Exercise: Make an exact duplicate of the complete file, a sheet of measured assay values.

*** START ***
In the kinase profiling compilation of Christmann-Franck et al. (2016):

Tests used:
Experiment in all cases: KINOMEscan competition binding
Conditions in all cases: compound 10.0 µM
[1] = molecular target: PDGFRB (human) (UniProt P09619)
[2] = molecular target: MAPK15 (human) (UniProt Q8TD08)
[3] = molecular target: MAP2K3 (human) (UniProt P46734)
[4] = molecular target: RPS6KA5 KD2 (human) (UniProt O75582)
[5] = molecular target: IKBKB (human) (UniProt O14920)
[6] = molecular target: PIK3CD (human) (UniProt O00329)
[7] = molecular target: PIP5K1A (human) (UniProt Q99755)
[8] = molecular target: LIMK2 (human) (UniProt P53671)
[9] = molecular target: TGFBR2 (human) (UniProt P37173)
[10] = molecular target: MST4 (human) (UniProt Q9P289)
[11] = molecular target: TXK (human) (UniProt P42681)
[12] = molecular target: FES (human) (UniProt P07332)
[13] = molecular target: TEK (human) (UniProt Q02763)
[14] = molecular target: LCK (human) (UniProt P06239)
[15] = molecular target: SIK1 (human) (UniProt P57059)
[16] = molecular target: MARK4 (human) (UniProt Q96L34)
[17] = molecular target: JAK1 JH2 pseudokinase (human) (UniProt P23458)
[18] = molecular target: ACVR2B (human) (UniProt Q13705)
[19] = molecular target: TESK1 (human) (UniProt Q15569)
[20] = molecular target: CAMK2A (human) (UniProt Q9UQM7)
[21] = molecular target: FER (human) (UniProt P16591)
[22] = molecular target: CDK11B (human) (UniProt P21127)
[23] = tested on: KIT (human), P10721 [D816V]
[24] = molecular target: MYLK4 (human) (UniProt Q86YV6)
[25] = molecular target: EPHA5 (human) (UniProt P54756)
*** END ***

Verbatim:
In the kinase profiling compilation of Christmann-Franck et al. (2016):

Tests used:
Experiment in all cases: KINOMEscan competition binding
Conditions in all cases: compound 10.0 µM
[1] = molecular target: PDGFRB (human) (UniProt P09619)
[2] = molecular target: MAPK15 (human) (UniProt Q8TD08)
[3] = molecular target: MAP2K3 (human) (UniProt P46734)
[4] = molecular target: RPS6KA5 KD2 (human) (UniProt O75582)
[5] = molecular target: IKBKB (human) (UniProt O14920)
[6] = molecular target: PIK3CD (human) (UniProt O00329)
[7] = molecular target: PIP5K1A (human) (UniProt Q99755)
[8] = molecular target: LIMK2 (human) (UniProt P53671)
[9] = molecular target: TGFBR2 (human) (UniProt P37173)
[10] = molecular target: MST4 (human) (UniProt Q9P289)
[11] = molecular target: TXK (human) (UniProt P42681)
[12] = molecular target: FES (human) (UniProt P07332)
[13] = molecular target: TEK (human) (UniProt Q02763)
[14] = molecular target: LCK (human) (UniProt P06239)
[15] = molecular target: SIK1 (human) (UniProt P57059)
[16] = molecular target: MARK4 (human) (UniProt Q96L34)
[17] = molecular target: JAK1 JH2 pseudokinase (human) (UniProt P23458)
[18] = molecular target: ACVR2B (human) (UniProt Q13705)
[19] = molecular target: TESK1 (human) (UniProt Q15569)
[20] = molecular target: CAMK2A (human) (UniProt Q9UQM7)
[21] = molecular target: FER (human) (UniProt P16591)
[22] = molecular target: CDK11B (human) (UniProt P21127)
[23] = tested on: KIT (human), P10721 [D816V]
[24] = molecular target: MYLK4 (human) (UniProt Q86YV6)
[25] = molecular target: EPHA5 (human) (UniProt P54756)